The anti-FP and anti-AI MDA interference on vFP89 immunogenicity could be evaluated only before the boost (D14) in studies 3 and 4. Anti-FP MDA had only a slight negative effect on vFP89-induced H5N8 HI titers in study 3, but in study 4, the negative effect of anti-FP MDA was higher. After the inH5N9 boost in vFP89-primed birds with FP MDA in study 3, the HI titers did not reach the levels obtained after prime-boost immunization of SPF birds (Figure 5). These results suggest that the vFP89 priming efficiency may have been partially inhibited by the FP MDA. The priming effect of vFP89 on inH5N9-induced immunogenicity and protection (study 4; see Table 4) in birds with FP MDA was obvious since the mean HI titer at D28 and the number of protected birds were higher with vFP89 priming (group 3) than in the group without vFP89 priming (group 4). In previous studies performed with vFP89  and with another FP recombinant expressing Newcastle disease virus (NDV) protective genes , no interference of FP MDA could be observed on AI and ND protection. Altogether, these data indicate that there may be a slight negative interference of anti-FP MDA on the immunogenicity of FP vectors but the anti-vector MDA effect on protection seems minor. This low interference of passive anti-FP immunity contrasts with the strong one observed in birds with active FP immunity. Both Swayne et al.  and Iritani et al.  have shown in an AI and a NDV model, respectively, that FP vaccination performed before administration of the FP recombinants severely decreased the induced protection. The low interference of passive FP immunity could be due to the poor level of FP-induced neutralizing antibodies , and the high interference of active FP immunity to the high FP-induced cellular immunity .
The interference of anti-AI MDA on vFP89-immunogenicity in both study 3 and study 4 was more obvious than that of anti-FP MDA. A lower number of seropositive birds and a lower mean HI titer (by approximately 2.5 log2) were detected compared to SPF. These data suggest that interference of MDA directed against both FP and AI observed in studies 1 and 2 on vFP2211 and vFP89 immunogenicity may rather be due to anti-AI MDA than to anti-FP MDA, without excluding the impact of anti-FP MDA. No conclusion can be drawn on the effect of H5N9 MDA on vFP89 efficacy since in the conditions tested in study 4, the vFP89 alone protected only 1/10 SPF birds and 0/9 birds with H5N9 MDA. The poor performance of vFP89 in SPF birds against this Indonesian H5N1 HPAI was surprising since several efficacy studies (,,, M. Bublot, D.E. Swayne and T. van den Berg, unpublished data) performed previously in SPF chickens with other H5N1 HPAI (clade 0, 1, 2.2 and 2.5) showed efficacy levels ranging from 75-100%. The low vFP89 efficacy level in SPF observed here is likely due to the antigenic drift of this Indonesian isolate that contains critical mutations adjacent to the receptor binding site of its HA1 that were shown to be responsible for antigenic drift in Indonesia . A similar poor level of protection induced by inactivated vaccines containing seed strains A/turkey/Wisconsin/1968 (H5N9), A/chicken/Mexico/28159-232/1994 (H5N2), A/turkey/England/N28/1973 (H5N2), A/chicken/Legok/2003 (H5N1), reverse genetic A/goose/Guangdong/1/96 (H5N1), or reverse genetic A/chicken/Vietnam/C57/2004 (H5N3) against another Indonesian antigenic variant (A/chicken/West Java/PWT-WIJ/2006 (H5N1 clade 2.1.3)) has been observed (D.E. Swayne et al., manuscript in review). In previous studies performed with vFP89 in broilers with both AI and FP MDA, there was no significant interference of the MDA on the protection induced against a HPAI H5N2 Mexican challenge model . However, Faulkner et al.  showed recently the interference of passively transferred antibodies on the immunogenicity and H5N1 HPAI protection induced by fowlpox- or NDV-vectored AI vaccines indicating that the level of interference likely depends on the tested conditions. A slight interference of MDA directed against the foreign gene product expressed by the vector vaccine has also been reported for FP-NDV (vFP-ND) by Taylor et al. .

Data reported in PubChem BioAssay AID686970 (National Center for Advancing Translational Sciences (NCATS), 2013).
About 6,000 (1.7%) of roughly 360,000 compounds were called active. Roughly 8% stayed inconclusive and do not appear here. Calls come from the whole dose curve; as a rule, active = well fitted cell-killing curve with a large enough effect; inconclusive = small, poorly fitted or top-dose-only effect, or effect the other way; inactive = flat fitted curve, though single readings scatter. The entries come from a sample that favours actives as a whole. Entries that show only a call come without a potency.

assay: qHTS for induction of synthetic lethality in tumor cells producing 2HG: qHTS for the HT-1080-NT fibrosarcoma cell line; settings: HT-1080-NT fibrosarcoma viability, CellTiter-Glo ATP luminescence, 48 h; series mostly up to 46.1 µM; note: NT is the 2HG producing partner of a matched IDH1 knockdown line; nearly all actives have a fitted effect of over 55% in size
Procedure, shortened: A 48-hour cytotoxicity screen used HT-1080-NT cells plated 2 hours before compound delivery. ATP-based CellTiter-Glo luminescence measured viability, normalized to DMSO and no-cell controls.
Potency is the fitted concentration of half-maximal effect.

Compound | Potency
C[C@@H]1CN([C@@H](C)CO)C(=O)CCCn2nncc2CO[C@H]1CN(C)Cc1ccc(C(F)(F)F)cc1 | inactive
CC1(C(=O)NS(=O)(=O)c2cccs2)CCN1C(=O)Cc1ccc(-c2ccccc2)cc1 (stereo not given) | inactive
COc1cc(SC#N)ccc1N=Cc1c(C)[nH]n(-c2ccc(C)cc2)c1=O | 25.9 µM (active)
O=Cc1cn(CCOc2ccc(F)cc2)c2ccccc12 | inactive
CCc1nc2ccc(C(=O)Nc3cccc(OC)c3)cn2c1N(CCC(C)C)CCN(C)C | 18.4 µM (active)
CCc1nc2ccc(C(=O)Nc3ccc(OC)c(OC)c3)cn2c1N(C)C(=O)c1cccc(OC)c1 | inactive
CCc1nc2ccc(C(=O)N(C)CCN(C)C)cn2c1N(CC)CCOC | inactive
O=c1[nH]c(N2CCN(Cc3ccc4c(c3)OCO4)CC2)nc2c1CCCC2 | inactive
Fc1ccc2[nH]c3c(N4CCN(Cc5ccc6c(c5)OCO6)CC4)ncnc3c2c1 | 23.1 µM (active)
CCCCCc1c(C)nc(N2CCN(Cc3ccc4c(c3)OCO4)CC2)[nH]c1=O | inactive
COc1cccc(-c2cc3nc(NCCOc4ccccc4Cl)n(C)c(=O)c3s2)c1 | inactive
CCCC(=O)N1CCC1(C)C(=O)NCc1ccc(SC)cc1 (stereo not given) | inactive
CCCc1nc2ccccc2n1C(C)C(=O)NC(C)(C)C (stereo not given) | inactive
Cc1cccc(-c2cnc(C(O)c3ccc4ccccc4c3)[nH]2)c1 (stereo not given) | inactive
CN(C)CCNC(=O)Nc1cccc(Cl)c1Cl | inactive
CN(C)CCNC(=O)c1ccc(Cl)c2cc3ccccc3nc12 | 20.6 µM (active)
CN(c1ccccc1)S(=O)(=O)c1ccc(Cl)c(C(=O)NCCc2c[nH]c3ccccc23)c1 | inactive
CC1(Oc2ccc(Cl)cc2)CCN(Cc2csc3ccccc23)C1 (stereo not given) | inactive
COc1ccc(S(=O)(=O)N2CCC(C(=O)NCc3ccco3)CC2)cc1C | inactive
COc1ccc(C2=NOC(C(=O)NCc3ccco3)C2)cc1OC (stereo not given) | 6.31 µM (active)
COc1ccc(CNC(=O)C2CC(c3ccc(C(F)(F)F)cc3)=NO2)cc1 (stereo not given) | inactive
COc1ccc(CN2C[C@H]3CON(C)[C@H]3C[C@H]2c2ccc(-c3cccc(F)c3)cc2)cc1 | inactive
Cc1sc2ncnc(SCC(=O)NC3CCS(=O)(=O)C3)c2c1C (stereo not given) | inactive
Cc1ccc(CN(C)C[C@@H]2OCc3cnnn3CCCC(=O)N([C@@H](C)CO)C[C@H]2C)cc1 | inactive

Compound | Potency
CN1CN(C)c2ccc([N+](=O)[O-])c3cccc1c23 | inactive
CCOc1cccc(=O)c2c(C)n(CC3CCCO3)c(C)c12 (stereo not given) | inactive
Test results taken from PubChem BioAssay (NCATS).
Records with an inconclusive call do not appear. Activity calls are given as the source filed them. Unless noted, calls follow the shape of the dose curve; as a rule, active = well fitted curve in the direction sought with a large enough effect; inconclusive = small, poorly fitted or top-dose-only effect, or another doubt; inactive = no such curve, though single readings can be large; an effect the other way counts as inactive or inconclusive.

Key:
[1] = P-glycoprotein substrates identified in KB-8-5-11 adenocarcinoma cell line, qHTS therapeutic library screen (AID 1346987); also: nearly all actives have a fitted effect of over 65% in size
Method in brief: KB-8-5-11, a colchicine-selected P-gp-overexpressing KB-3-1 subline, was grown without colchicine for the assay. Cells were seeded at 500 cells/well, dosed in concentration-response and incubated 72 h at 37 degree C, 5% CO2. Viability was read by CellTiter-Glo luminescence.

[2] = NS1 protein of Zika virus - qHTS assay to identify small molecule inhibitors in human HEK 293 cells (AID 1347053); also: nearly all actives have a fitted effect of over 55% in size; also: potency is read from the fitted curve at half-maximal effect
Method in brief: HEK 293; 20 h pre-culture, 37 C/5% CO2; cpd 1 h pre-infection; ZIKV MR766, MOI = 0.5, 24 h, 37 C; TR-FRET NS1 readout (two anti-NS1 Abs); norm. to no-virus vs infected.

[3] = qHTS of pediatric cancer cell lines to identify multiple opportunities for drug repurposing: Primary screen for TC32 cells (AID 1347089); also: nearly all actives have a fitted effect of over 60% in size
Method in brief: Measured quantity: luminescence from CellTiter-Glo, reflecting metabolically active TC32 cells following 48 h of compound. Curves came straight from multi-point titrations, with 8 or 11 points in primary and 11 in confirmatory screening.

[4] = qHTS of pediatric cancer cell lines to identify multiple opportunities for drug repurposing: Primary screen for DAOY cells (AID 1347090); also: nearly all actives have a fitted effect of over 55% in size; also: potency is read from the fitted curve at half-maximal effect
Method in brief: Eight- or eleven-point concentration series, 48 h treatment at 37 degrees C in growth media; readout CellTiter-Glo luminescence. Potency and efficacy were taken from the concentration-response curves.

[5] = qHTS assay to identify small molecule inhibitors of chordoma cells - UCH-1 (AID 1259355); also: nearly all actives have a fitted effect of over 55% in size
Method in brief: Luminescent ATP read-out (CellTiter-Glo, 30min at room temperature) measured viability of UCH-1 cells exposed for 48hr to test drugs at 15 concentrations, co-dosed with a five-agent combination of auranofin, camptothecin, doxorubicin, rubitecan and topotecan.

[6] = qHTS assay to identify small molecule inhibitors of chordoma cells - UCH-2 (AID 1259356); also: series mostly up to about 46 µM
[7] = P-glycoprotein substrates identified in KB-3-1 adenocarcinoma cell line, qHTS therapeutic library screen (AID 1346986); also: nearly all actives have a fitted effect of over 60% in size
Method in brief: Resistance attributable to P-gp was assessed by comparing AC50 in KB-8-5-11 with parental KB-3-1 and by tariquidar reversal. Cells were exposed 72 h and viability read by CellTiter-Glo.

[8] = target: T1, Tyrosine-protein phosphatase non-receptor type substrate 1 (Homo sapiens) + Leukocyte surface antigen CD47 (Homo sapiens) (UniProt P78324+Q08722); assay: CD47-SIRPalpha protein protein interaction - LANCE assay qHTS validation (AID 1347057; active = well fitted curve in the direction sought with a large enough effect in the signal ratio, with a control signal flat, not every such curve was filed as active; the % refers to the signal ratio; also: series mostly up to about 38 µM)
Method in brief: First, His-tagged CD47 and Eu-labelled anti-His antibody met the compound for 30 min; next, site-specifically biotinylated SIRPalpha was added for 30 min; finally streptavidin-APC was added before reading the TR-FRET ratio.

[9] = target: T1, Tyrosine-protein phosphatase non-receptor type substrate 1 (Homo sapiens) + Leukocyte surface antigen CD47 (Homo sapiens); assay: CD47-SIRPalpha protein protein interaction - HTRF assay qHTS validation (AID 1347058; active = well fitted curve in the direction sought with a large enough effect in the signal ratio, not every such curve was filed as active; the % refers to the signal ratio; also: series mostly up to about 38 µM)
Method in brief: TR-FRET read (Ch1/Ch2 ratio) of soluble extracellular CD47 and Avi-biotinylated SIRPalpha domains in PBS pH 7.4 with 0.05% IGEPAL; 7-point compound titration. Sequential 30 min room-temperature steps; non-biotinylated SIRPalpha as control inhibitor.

As in studies 1 and 2, the heterologous prime-boost regimen induced higher HI titers in chicks with AI MDA than the inactivated vaccine alone. The vFP89 priming was efficient in birds with H5N9 MDA and override the negative effects of MDA on inH5N9 immunogenicity (Figure 4). In study 4, the protection of the prime-boost in H5N9 MDA was higher (7/9 protected; MDT 7.0) than that of inH5N9 in FP MDA (5/9 protected; MDT 7.3) or in H5N9 MDA (4/9 protected; MDT 5.0) confirming the positive effect of the vFP89 priming in both type of birds. Such priming effect of vectored vaccines has also been observed in a passive antibody transfer study mimicking MDA .
Among the different types of MDA tested (FP, H5N9 or H5(N8) + H5N9 + FP), the highest interference on the prime-boost immunogenicity (Figure 5) was observed at D28 in birds hatched from breeders vaccinated with the prime-boost regimen (H5(N8) + H5N9 + FP MDA) suggesting that, as for inactivated vaccine, interference is higher when the same vaccines and vaccination schemes are used in breeders and their progeny. Several mechanisms responsible for MDA interference have been proposed including (1) antigen removal by elimination of immune complexes, (2) neutralization of live vaccine virus, (3) epitope masking and (4) inhibiting of B-cells by cross-linking of B-cell receptor, antigen, maternal antibodies and the Fcγ receptor IIB. Kim et al.  found that it was the latter mechanism which was mainly responsible for interference in a measles vaccination model in cotton rats. Further studies are needed to better understand the mechanisms of MDA interference in chickens.